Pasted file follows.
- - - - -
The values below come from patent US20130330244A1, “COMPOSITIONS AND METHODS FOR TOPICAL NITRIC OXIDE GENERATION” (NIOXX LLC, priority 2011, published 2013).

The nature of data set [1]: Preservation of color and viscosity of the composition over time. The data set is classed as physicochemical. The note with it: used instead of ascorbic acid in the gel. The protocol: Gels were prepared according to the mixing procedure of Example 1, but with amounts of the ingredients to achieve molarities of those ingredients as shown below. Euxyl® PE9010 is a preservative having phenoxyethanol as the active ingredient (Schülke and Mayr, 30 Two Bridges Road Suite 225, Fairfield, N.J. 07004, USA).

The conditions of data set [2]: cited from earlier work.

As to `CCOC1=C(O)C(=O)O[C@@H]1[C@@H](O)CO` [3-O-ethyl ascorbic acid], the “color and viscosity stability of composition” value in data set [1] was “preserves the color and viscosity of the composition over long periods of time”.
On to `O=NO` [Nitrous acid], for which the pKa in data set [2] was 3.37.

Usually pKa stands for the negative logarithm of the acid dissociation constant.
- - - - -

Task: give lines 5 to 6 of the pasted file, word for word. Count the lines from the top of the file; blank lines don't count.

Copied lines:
On to `O=NO` [Nitrous acid], for which the pKa in data set [2] was 3.37.

Usually pKa stands for the negative logarithm of the acid dissociation constant.